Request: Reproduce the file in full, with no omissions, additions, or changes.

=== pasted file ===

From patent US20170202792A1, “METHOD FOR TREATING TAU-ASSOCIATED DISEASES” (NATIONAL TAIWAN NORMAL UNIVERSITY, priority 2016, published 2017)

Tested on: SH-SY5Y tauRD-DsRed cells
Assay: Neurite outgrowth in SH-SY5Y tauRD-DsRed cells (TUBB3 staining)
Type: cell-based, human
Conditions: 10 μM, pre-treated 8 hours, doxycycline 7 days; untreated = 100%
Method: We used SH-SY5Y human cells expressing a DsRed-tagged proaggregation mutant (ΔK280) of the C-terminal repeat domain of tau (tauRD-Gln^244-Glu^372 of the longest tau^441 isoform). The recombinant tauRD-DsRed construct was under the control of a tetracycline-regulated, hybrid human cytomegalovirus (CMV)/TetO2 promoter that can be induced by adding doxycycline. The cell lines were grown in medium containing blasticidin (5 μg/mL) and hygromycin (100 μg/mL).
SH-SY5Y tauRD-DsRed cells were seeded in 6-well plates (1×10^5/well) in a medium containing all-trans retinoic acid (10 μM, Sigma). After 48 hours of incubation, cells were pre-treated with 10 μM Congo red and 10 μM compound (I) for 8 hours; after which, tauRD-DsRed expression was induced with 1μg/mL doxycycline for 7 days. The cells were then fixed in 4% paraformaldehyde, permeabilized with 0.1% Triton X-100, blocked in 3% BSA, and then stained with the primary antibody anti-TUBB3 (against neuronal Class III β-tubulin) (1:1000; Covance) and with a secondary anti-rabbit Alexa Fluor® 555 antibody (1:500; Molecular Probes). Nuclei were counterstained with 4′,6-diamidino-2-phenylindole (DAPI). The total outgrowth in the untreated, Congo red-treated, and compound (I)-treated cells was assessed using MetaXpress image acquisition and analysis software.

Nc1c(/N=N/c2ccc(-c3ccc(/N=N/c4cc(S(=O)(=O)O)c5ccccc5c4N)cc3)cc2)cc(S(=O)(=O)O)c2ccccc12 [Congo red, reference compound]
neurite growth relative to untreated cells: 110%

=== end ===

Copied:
From patent US20170202792A1, “METHOD FOR TREATING TAU-ASSOCIATED DISEASES” (NATIONAL TAIWAN NORMAL UNIVERSITY, priority 2016, published 2017)

Tested on: SH-SY5Y tauRD-DsRed cells
Assay: Neurite outgrowth in SH-SY5Y tauRD-DsRed cells (TUBB3 staining)
Type: cell-based, human
Conditions: 10 μM, pre-treated 8 hours, doxycycline 7 days; untreated = 100%
Method: We used SH-SY5Y human cells expressing a DsRed-tagged proaggregation mutant (ΔK280) of the C-terminal repeat domain of tau (tauRD-Gln^244-Glu^372 of the longest tau^441 isoform). The recombinant tauRD-DsRed construct was under the control of a tetracycline-regulated, hybrid human cytomegalovirus (CMV)/TetO2 promoter that can be induced by adding doxycycline. The cell lines were grown in medium containing blasticidin (5 μg/mL) and hygromycin (100 μg/mL).
SH-SY5Y tauRD-DsRed cells were seeded in 6-well plates (1×10^5/well) in a medium containing all-trans retinoic acid (10 μM, Sigma). After 48 hours of incubation, cells were pre-treated with 10 μM Congo red and 10 μM compound (I) for 8 hours; after which, tauRD-DsRed expression was induced with 1μg/mL doxycycline for 7 days. The cells were then fixed in 4% paraformaldehyde, permeabilized with 0.1% Triton X-100, blocked in 3% BSA, and then stained with the primary antibody anti-TUBB3 (against neuronal Class III β-tubulin) (1:1000; Covance) and with a secondary anti-rabbit Alexa Fluor® 555 antibody (1:500; Molecular Probes). Nuclei were counterstained with 4′,6-diamidino-2-phenylindole (DAPI). The total outgrowth in the untreated, Congo red-treated, and compound (I)-treated cells was assessed using MetaXpress image acquisition and analysis software.

Nc1c(/N=N/c2ccc(-c3ccc(/N=N/c4cc(S(=O)(=O)O)c5ccccc5c4N)cc3)cc2)cc(S(=O)(=O)O)c2ccccc12 [Congo red, reference compound]
neurite growth relative to untreated cells: 110%